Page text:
Decomposing Public Opinion Variation into Ideology, Idiosyncrasy, and Instability. / Lauderdale, Ben; Hanretty, Christopher; Vivyan, Nick.

In: The Journal of Politics, Vol. 80, No. 2, 04.2018, p. 707-712.

Research output: Contribution to journalArticlepeer-review

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Decomposing Public Opinion Variation into Ideology, Idiosyncrasy, and Instability. / Lauderdale, Ben; Hanretty, Christopher; Vivyan, Nick.

In: The Journal of Politics, Vol. 80, No. 2, 04.2018, p. 707-712.

Research output: Contribution to journalArticlepeer-review

Harvard

Lauderdale, B, Hanretty, C & Vivyan, N 2018, 'Decomposing Public Opinion Variation into Ideology, Idiosyncrasy, and Instability', The Journal of Politics, vol. 80, no. 2, pp. 707-712. https://doi.org/10.1086/695673

APA

Vancouver

Author

Lauderdale, Ben ; Hanretty, Christopher ; Vivyan, Nick. / Decomposing Public Opinion Variation into Ideology, Idiosyncrasy, and Instability. In: The Journal of Politics. 2018 ; Vol. 80, No. 2. pp. 707-712.

BibTeX

@article{17f54b8774454ddbb5af22d9b0e557ed,
title = "Decomposing Public Opinion Variation into Ideology, Idiosyncrasy, and Instability",
abstract = "We propose a method for decomposing variation in the issue preferences that US citizens express on surveys into three sources of variability that correspond to major threads in public opinion research. We find that, averaging across a set of high profile US political issues, a single ideological dimension accounts for about 1/7 of opinion variation, individuals' idiosyncratic preferences account for about 3/7, and response instability for the remaining 3/7. These shares vary substantially across issue types and the average share attributable to ideology doubles when a second ideological dimension is permitted. We also find that (unidimensional) ideology accounts for almost twice as much response variation (and response instability is substantially lower) among respondents with high, rather than low, political knowledge. Our estimation strategy is based on an ordinal probit model with random effects, and is applicable to other data sets that include repeated measurements of ordinal issue position data.",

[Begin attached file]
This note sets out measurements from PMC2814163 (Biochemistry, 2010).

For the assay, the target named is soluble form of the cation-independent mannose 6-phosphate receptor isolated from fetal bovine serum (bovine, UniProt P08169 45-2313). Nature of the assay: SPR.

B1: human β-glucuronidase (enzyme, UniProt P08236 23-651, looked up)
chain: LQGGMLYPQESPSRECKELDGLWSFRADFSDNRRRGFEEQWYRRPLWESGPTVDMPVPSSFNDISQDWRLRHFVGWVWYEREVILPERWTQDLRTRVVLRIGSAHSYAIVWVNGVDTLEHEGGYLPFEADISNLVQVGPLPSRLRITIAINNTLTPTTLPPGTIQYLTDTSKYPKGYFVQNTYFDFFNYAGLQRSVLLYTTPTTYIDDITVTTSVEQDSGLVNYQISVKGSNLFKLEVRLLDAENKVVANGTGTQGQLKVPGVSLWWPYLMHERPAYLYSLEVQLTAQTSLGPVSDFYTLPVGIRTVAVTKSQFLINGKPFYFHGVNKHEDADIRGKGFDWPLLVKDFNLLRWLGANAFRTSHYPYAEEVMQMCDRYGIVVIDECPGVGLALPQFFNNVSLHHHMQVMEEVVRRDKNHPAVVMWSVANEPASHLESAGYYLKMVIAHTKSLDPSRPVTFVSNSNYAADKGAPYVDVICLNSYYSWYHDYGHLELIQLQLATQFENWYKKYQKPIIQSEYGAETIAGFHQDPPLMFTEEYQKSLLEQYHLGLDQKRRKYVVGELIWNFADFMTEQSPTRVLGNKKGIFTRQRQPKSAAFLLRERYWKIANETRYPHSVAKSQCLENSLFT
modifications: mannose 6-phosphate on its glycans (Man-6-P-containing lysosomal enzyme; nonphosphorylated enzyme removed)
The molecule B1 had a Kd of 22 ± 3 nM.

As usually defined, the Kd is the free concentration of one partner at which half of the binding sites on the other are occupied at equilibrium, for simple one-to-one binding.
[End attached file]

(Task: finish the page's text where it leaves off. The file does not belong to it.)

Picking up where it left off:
author = "Ben Lauderdale and Christopher Hanretty and Nick Vivyan",
year = "2018",
month = apr,
doi = "10.1086/695673",
language = "English",
volume = "80",
pages = "707--712",
journal = "The Journal of Politics",
issn = "0022-3816",
publisher = "University of Chicago Press",
number = "2",

}

RIS

TY - JOUR

T1 - Decomposing Public Opinion Variation into Ideology, Idiosyncrasy, and Instability

AU - Lauderdale, Ben

AU - Hanretty, Christopher

AU - Vivyan, Nick

PY - 2018/4

Y1 - 2018/4

N2 - We propose a method for decomposing variation in the issue preferences that US citizens express on surveys into three sources of variability that correspond to major threads in public opinion research. We find that, averaging across a set of high profile US political issues, a single ideological dimension accounts for about 1/7 of opinion variation, individuals' idiosyncratic preferences account for about 3/7, and response instability for the remaining 3/7. These shares vary substantially across issue types and the average share attributable to ideology doubles when a second ideological dimension is permitted. We also find that (unidimensional) ideology accounts for almost twice as much response variation (and response instability is substantially lower) among respondents with high, rather than low, political knowledge. Our estimation strategy is based on an ordinal probit model with random effects, and is applicable to other data sets that include repeated measurements of ordinal issue position data.

AB - We propose a method for decomposing variation in the issue preferences that US citizens express on surveys into three sources of variability that correspond to major threads in public opinion research. We find that, averaging across a set of high profile US political issues, a single ideological dimension accounts for about 1/7 of opinion variation, individuals' idiosyncratic preferences account for about 3/7, and response instability for the remaining 3/7. These shares vary substantially across issue types and the average share attributable to ideology doubles when a second ideological dimension is permitted. We also find that (unidimensional) ideology accounts for almost twice as much response variation (and response instability is substantially lower) among respondents with high, rather than low, political knowledge. Our estimation strategy is based on an ordinal probit model with random effects, and is applicable to other data sets that include repeated measurements of ordinal issue position data.

U2 - 10.1086/695673

DO - 10.1086/695673

M3 - Article

VL - 80

SP - 707

EP - 712

JO - The Journal of Politics

JF - The Journal of Politics

SN - 0022-3816

IS - 2

ER -